Little, Brown & Company, 2004
"All Muslims are mad, of course. Not mad in the sense of angry, though they are certainly that, but daffy mad, glazed-eyed-crazy-stare mad, ipso facto mad." So go the controversial words of author Kyle Clayton, the star of Kurt Wenzel's quick moving new novel Gotham Tragic, the sequel to his debut Lit Life. It is with these words, which begin a New Yorker style fiction piece, that Clayton lands himself in the sights of a group of militant Muslims, who, angered by Kyle's offensive diatribe, call a fatwa against the author, effectively placing a bounty on the head. And this is just the beginning of Kyle's troubles.
Oh, and did I mention that Clayton is a Muslim himself, though he's not even quite sure why he converted, except for the fact that it allowed him to marry his beautiful, and caring wife Ayla, and enter her rigidly unaccepting Muslim family. Much of the tension in Wenzel's novel revolves around Kyle's bullheadedness towards Ayla's father and vice-versa. It is Kyle's own conversion, and his relationship with Ayla's family that are the inspiration for his acid-tongued story.
Wenzel does a good job at tying the lives of his three main characters together without having to force their relationships. And the three stories - Kyle's struggle to get back to the literary A-list, Erin's attempt to break in to show business, and Tumin's scramble to keep his name clean as he attempts to float another business venture on the market - hold strong in their own rights. But Wenzel clutters up the story with an untrackable number of sub plots and narrative devices.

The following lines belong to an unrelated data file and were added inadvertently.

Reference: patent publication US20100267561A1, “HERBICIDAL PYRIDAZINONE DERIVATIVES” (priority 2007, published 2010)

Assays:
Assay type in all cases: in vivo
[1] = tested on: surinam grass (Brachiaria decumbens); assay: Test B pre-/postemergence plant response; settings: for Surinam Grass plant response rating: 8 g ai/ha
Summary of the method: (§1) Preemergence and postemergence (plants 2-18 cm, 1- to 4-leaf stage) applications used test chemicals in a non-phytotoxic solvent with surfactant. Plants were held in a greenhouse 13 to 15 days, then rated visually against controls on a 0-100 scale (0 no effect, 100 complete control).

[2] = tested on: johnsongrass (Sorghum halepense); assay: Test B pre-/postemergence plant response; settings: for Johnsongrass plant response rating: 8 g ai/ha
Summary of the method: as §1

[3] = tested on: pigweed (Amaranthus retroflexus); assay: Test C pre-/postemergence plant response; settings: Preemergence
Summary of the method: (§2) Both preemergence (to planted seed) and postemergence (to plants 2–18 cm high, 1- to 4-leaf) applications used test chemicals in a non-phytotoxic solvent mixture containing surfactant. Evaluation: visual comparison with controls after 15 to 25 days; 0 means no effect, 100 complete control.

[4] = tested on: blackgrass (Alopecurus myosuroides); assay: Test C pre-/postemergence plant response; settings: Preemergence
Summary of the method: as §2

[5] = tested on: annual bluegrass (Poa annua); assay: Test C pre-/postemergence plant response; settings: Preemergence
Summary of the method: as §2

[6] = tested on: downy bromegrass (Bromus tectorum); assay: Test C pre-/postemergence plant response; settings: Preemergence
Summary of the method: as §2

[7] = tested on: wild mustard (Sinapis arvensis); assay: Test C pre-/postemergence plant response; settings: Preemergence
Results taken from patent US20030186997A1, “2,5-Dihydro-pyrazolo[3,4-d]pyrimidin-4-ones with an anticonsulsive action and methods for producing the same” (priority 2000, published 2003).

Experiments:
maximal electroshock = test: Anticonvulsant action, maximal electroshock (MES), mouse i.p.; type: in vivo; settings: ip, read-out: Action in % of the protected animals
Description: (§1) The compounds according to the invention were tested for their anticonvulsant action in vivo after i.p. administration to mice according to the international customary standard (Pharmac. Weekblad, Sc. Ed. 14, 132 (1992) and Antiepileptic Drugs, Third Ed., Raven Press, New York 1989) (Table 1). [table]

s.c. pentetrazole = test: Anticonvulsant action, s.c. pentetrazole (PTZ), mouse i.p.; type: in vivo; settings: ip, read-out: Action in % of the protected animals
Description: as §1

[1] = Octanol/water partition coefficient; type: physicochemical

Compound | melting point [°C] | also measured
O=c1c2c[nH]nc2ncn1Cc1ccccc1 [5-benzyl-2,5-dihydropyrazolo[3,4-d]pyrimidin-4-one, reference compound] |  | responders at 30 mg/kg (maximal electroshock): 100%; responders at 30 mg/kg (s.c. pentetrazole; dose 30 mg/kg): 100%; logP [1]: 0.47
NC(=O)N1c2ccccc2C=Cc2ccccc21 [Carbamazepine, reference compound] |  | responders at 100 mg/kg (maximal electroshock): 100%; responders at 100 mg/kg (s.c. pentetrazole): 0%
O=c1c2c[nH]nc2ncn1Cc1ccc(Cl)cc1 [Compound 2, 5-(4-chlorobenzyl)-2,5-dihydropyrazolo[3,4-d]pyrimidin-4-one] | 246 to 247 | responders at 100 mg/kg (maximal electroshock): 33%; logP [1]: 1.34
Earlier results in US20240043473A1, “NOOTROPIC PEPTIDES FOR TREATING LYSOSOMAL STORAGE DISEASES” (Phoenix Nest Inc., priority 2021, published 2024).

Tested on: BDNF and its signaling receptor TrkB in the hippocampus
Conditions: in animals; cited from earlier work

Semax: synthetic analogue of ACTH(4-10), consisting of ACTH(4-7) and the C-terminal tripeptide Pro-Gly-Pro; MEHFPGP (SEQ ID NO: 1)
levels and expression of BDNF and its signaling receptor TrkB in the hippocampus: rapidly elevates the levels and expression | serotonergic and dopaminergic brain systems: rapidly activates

The novel culminates with a gala Millennium New Year's Eve ball at City where New York's hoitiest and toitiest come to party like it's 1999, because, well it is. Complete with a scale ice sculpture of the pre 9/11 Manhattan skyline, including two melting twin towers, the City affair will certainly be one to remember for Kyle and all of the guests involved and Wenzel does well setting up the tension at the event and opening up the possibility for a number of different outcomes.
Wenzel is a good writer and he knows how to set up a story, and tell you just enough without overdoing it. Unfortunately the comedy in the novel seems a little narrow, poking fun over-and-over at the immigrant workers at City, and the Muslims who fiend after Clayton lack the depth they would require to be believable villains.